The actors' faith in the script's character development carries over to securing the audience's faith in Shakespeare's plot. Not only can we see and feel how much in love Helena is with Bertram, we get subtle hints of her special skills beyond medical acumen and resourcefulness. The King suffers from a fistula, a condition confounding all the doctors who have treated him. Thornton's King, so mired in pessimism and discomfort, waves off Helena's overture to treat him, but she arrests him by insisting, "Of heaven, not me, make an experiment." "Art thou so confident?" he asks astonished, and soon agrees to undertake her care, promising to grant her wish if she succeeds. At this point, Thornton's king is going on arm's-length faith, but then he has a fistula fit in the left side of his abdomen. Fritz's Helena quickly reaches out and begins massaging the area, immediately relieving the King of his discomfort. Her healing hands are reflected in Thornton's brightened, fully optimistic expression.

Cure accomplished and marriage promise enforced; then, as Bertram hurriedly leaves her, Helena asks for a kiss, pointing out that "strangers and foes do sunder, and not kiss." The text has no stage direction for a kiss here, but Smith's Bertram grants a quick kiss. He's soon so caught up in the subsequent liplock it's all he can do to break away from her. This forecasts what's to come and, for that, Chalsma makes a more significant textual departure by staging the bed trick that Shakespeare keeps offstage. Shakespeare usually has a dramatic reason for keeping key events out of sight for his audiences, but this ISC staging reminds me that showing love scenes in Shakespeare's time were, at the least, a major inconvenience. As long as we use our imagination for the total darkness of Diana's bedchamber at midnight (much as we have to do for the lack of light on the night of Duncan's murder in Macbeth), we see how the bed trick can work in a music-accompanied pas des trois. We also see, through Fritz's seductive measures, that Helena's study apparently includes the Kama Sutra. For Bertram, the experience, as he himself says to his colleagues, is "the greatest, but that I have not ended yet." Indeed, he has not ended it yet, though he readily ends what he thought was a love tryst with country girl Diana when his fortune and fame call him back home. But when he discovers that it was his wife he experienced—at the same time he learns she beat him at his own riddling game—of course he is going to fall to his knees and proclaim, sincerely as Smith does, "I'll love her dearly, ever, ever dearly."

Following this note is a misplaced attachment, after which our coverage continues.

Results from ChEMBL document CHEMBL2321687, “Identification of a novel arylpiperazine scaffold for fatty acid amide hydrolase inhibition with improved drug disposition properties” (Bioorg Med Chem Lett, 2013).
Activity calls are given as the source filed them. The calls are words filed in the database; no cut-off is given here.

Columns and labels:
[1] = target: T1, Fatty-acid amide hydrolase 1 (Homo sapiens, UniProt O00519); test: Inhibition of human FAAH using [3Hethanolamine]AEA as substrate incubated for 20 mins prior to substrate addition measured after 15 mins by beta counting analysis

Chalsma gets triple credit with this production. Her Countess is a woman of ready humor and a giving spirit, but she also has a measure of society-cognizant reserve. She treads carefully into assisting Helena's pursuit of her son, but once allied, Chalsma's Countess is all in. Heading into the final scene, with reports that Helena has died, Chalsma's Countess initially reacts uncomfortably to Lafew's proposal to marry his daughter to Bertram, but she then turns to Lafew and accepts with polite enthusiasm. Chalsma the director thus establishes a thematic juxtaposition between the generations of women: The Countess has economic and social power, but she uses grace as her cache; the only resources Helena and Diana have are their wits and skills, which they use to gain their own enfranchisements.

It's a mantra Chalsma the artistic director sets for ISC's new studio theater with her production: A reliance on wits and skills plus grace and faith as primary resources for success.

Eric Minton
April 4, 2018

This review also appears on

Comment: e-mail

Start a discussion in the Bardroom